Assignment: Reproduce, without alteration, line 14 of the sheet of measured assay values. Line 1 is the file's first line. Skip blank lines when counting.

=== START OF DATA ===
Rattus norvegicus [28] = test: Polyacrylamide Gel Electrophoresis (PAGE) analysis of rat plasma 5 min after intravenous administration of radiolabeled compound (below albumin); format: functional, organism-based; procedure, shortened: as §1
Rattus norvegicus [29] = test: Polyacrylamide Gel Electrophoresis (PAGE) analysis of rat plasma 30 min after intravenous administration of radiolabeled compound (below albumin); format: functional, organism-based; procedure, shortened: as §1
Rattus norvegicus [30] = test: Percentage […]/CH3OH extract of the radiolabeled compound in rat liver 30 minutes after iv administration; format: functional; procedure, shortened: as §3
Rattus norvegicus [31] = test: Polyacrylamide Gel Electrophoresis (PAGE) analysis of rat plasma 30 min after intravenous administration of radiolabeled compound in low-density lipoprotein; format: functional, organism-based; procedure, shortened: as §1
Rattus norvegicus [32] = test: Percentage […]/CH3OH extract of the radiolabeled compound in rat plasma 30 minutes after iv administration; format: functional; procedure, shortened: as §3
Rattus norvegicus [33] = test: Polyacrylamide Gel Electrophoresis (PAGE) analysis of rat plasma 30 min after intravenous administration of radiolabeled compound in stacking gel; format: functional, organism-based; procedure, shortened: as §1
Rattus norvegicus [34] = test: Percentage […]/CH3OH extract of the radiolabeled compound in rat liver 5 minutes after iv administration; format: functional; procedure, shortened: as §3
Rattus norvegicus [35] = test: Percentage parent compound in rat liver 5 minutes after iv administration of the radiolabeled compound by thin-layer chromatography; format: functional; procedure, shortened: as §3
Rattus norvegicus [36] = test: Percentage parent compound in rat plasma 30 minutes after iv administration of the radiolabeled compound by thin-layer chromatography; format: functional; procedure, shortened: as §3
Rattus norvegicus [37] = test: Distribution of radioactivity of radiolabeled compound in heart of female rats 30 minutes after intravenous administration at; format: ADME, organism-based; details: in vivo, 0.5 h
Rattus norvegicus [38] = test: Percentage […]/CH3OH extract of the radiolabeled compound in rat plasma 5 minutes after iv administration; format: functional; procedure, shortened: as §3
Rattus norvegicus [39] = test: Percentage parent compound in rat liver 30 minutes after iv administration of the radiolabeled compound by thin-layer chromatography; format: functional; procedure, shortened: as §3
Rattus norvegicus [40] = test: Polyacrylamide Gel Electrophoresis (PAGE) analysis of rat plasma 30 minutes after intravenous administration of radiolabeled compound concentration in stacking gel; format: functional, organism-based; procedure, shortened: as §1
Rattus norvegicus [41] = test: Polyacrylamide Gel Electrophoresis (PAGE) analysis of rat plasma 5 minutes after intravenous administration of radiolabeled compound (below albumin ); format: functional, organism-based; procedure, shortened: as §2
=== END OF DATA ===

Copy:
Rattus norvegicus [41] = test: Polyacrylamide Gel Electrophoresis (PAGE) analysis of rat plasma 5 minutes after intravenous administration of radiolabeled compound (below albumin ); format: functional, organism-based; procedure, shortened: as §2